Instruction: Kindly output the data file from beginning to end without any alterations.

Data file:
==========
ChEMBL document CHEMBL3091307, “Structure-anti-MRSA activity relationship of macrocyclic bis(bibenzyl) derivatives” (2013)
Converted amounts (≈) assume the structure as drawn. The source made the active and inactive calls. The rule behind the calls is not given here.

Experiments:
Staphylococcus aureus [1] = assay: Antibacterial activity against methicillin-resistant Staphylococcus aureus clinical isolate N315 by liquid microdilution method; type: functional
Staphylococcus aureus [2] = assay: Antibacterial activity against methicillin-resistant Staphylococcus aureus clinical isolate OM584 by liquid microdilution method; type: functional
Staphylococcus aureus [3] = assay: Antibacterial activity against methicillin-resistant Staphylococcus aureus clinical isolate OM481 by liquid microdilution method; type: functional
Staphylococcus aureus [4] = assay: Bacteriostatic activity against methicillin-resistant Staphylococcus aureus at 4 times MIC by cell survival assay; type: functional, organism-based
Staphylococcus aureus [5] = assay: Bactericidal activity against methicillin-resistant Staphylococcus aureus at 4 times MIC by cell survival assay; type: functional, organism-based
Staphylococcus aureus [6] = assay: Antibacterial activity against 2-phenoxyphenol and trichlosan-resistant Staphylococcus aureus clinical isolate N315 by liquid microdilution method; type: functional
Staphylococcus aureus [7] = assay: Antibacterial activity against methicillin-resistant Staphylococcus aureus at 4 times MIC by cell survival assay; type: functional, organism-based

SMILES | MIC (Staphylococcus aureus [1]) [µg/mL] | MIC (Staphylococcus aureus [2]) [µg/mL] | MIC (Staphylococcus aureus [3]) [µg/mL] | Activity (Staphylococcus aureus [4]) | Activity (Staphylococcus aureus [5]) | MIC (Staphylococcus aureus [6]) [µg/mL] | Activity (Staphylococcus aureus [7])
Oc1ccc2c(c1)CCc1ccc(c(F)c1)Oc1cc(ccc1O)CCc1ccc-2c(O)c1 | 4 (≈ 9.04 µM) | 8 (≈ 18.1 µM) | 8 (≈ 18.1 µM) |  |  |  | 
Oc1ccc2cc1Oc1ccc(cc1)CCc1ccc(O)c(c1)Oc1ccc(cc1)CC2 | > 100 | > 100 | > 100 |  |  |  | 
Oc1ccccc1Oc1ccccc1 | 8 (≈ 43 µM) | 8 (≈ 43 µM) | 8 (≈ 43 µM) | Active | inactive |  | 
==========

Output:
ChEMBL document CHEMBL3091307, “Structure-anti-MRSA activity relationship of macrocyclic bis(bibenzyl) derivatives” (2013)
Converted amounts (≈) assume the structure as drawn. The source made the active and inactive calls. The rule behind the calls is not given here.

Experiments:
Staphylococcus aureus [1] = assay: Antibacterial activity against methicillin-resistant Staphylococcus aureus clinical isolate N315 by liquid microdilution method; type: functional
Staphylococcus aureus [2] = assay: Antibacterial activity against methicillin-resistant Staphylococcus aureus clinical isolate OM584 by liquid microdilution method; type: functional
Staphylococcus aureus [3] = assay: Antibacterial activity against methicillin-resistant Staphylococcus aureus clinical isolate OM481 by liquid microdilution method; type: functional
Staphylococcus aureus [4] = assay: Bacteriostatic activity against methicillin-resistant Staphylococcus aureus at 4 times MIC by cell survival assay; type: functional, organism-based
Staphylococcus aureus [5] = assay: Bactericidal activity against methicillin-resistant Staphylococcus aureus at 4 times MIC by cell survival assay; type: functional, organism-based
Staphylococcus aureus [6] = assay: Antibacterial activity against 2-phenoxyphenol and trichlosan-resistant Staphylococcus aureus clinical isolate N315 by liquid microdilution method; type: functional
Staphylococcus aureus [7] = assay: Antibacterial activity against methicillin-resistant Staphylococcus aureus at 4 times MIC by cell survival assay; type: functional, organism-based

SMILES | MIC (Staphylococcus aureus [1]) [µg/mL] | MIC (Staphylococcus aureus [2]) [µg/mL] | MIC (Staphylococcus aureus [3]) [µg/mL] | Activity (Staphylococcus aureus [4]) | Activity (Staphylococcus aureus [5]) | MIC (Staphylococcus aureus [6]) [µg/mL] | Activity (Staphylococcus aureus [7])
Oc1ccc2c(c1)CCc1ccc(c(F)c1)Oc1cc(ccc1O)CCc1ccc-2c(O)c1 | 4 (≈ 9.04 µM) | 8 (≈ 18.1 µM) | 8 (≈ 18.1 µM) |  |  |  | 
Oc1ccc2cc1Oc1ccc(cc1)CCc1ccc(O)c(c1)Oc1ccc(cc1)CC2 | > 100 | > 100 | > 100 |  |  |  | 
Oc1ccccc1Oc1ccccc1 | 8 (≈ 43 µM) | 8 (≈ 43 µM) | 8 (≈ 43 µM) | Active | inactive |  | 